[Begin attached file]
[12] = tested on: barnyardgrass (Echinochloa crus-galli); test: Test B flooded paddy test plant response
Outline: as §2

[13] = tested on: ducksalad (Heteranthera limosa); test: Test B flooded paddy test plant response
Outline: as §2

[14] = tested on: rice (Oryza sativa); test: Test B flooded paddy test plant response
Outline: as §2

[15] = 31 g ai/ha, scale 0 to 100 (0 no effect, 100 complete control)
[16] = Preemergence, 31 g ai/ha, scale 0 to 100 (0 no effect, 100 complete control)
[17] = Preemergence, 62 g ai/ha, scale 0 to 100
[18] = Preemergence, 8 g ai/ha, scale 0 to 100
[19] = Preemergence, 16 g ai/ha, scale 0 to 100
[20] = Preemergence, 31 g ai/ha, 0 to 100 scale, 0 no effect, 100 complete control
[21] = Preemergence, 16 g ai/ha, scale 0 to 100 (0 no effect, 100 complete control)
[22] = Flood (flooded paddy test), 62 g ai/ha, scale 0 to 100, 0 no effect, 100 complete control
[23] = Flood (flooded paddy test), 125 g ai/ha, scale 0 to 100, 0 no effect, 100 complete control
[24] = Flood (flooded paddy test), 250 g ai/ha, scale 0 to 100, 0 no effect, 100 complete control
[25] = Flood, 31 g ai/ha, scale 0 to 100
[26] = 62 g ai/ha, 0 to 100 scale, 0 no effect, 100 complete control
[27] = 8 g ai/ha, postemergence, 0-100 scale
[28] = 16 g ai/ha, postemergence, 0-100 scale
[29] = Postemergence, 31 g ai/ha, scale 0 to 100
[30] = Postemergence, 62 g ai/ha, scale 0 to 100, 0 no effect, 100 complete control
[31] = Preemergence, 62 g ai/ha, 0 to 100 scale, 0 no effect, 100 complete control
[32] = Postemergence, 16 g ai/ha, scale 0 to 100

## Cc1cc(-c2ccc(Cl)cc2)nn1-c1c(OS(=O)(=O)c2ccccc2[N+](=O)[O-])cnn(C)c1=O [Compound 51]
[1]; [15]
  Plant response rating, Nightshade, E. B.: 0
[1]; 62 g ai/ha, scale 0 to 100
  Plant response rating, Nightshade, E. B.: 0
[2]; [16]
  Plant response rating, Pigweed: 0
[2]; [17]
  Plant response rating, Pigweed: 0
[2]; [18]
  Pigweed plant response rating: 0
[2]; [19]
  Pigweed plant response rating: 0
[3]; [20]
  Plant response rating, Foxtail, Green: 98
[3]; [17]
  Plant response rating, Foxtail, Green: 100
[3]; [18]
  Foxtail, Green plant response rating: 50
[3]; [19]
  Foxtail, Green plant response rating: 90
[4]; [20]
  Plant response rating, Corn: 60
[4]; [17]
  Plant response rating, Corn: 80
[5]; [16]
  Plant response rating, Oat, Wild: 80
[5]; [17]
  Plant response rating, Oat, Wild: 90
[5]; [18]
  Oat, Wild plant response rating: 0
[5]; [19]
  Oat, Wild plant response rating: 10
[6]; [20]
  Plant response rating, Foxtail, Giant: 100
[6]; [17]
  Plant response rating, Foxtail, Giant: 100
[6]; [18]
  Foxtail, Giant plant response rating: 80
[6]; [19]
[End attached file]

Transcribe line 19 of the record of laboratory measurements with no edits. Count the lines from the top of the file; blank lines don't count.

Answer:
[27] = 8 g ai/ha, postemergence, 0-100 scale